"Stop focusing so much on what you don't have and focus on what you do have and how you can add value."- Monique
    "Any negative energy or negative experience that I have, I'd like just to flip it on its head and use it as fuel."- Monique
    Connect with Monique Kelley:
    LinkedIn: https://www.linkedin.com/in/moniquekelleygigliotti/ 

    • 1 hr 5 min
    A Mother Knows with Coleen Galvin Yaroshenko

    A Mother Knows with Coleen Galvin Yaroshenko

    Welcome back to another installment of Born On Third, this week on the show I welcome Coleen Galvin Yaroshenko to discuss her journey from growing up in the dugout to winning the whole game. Coleen was raised by two abusive parents with mental deficiencies and addiction. Though her childhood was rough, the lessons learned from that experience were even greater. She used her life-tools to raise two happy children, one of which is transgender. Coleen is a true example of resilience, grit, and wisdom.
    Key Takeaways:
    Coming to terms of an abusive/hard past is the first step to moving forward with life People in the LGBT community are 4x more likely to commit suicide than their cis peers. Suicide is the second leading cause of death in ages 10-24. You are born with the toolbox your parents passed down to you; whether those tools are broken or not it is your responsibility to heal from trauma Episode Highlights:
    [00:52] Introduction to Coleen Galvin Yaroshenko
    [03:03] What base were you born on?
    [07:32] Born with your parent’s toolbox
    [13:11] Starting the healing process
    [17:50] Finding the perfect balance when raising children
    [22:35] Changes in the family
    [32:00] Naming your child again
    [37:08] Loving a child that is trans
    [47:00] Educate yourself about the LGBT community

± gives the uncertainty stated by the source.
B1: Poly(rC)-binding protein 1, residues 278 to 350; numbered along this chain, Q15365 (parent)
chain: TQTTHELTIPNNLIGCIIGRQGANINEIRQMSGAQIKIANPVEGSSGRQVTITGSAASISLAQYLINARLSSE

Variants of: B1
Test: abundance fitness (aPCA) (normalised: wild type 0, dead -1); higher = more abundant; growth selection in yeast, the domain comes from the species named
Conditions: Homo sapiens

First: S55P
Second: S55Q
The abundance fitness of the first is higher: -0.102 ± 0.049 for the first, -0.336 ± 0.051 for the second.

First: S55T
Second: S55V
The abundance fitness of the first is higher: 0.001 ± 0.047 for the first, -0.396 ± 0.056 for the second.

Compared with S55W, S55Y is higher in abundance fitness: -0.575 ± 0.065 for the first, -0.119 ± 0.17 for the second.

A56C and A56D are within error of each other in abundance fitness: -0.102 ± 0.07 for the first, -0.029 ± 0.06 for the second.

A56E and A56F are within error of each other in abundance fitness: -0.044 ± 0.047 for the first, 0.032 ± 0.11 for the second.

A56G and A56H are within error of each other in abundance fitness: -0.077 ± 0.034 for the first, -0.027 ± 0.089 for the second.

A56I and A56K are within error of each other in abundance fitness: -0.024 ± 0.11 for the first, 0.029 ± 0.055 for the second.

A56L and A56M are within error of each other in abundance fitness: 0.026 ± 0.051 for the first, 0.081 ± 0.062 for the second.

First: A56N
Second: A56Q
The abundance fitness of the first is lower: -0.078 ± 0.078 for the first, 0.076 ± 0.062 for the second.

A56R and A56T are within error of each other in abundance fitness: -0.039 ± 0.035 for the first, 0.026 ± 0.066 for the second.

[51:13] Fighting to change policies
    [53:12] What base are you on now?
    [55:00] Outro
    The Trevor Project
    Trans Mission - Alex Bertie 
    Love Lives Here: Amanda Jette Knox
    Not Just a Tom Boy -Casper J. Baldwin
    The Trans-Gender Issue : An Argument for Justice -Shon Faye
    Trans Like Me/ CN Lester
    Tranny: confessions of Punk Rock’s most infamous anarchistic sellout- Laura Jane Grace

    • 58 min
    Support Art with Matt Driscoll

    Support Art with Matt Driscoll

    In this episode of Born on 3rd, I welcome Matt Driscoll, an award-winning tattoo artist, entrepreneur, and Co-Owner of 9th Realm Tattoo and Art Gallery in Salem, MA. Listen in as Matt and I talk about how he’s bringing light into the world through the art of tattooing along with his candid thoughts on how society views people with tattoos.
    We discuss how Matt’s upbringing in Southern California has impacted his art, why he moved out to the East Coast, and how the culture differs from SoCal culture. He speaks on why he got into art and his path to becoming a tattoo artist and shop owner. Matt highlights his relationship with money, wealth, and success, how his parents’ absence affected his life, and his challenging experience raising his little sister.
    Then, he reflects on the increasing acceptance of tattoos in America juxtaposed with the ever-present discrimination of people based on their skin color.
    “Even if my subject matter is dark, I want to bring some light into this world, so everything I do is like bright-colored. I just always try to put emotion in things, man, I love it. I want to make someone feel something by looking at an image.” – Matt Driscoll
    Remember to support your local artists!
    Connect with Matt Driscoll:
    Check out Matt’s art on Instagram: https://www.instagram.com/raptorlazer
    Support and connect with Born on 3rd Podcast:
    Visit our website: https://www.bornon3rd.com
    Follow us on Instagram: https://www.instagram.com/bo3rdpodcast
    Follow us on Twitter: https://twitter.com/bo3rdpodcast
    Follow us on Facebook: https://www.facebook.com/BO3rdPodcast
    Subscribe to Born on 3rd for more episodes like this & Rate/Review it so we can grow and reach more people!

    • 45 min

Customer Reviews

4.9 out of 5
21 Ratings

21 Ratings

DFatu ,

Important, incredible conversations

Long overdue review as I’ve been listening to Born On 3rd since the beginning.

Tim is doing important and necessary work having conversations about polarizing topics that are dividing our society. The guests who share their time and stories are all extremely open and honest and provide an incredible perspective on topics everyone should care about: privilege, race, sexuality, poverty, adversity, institutional bias, and more.

I come away from every episode having learned something, or being given a chance to reflect inwardly on my own privilege and how to put it to use to try and help others.

Born in 3rd is exceptional, every human should listen.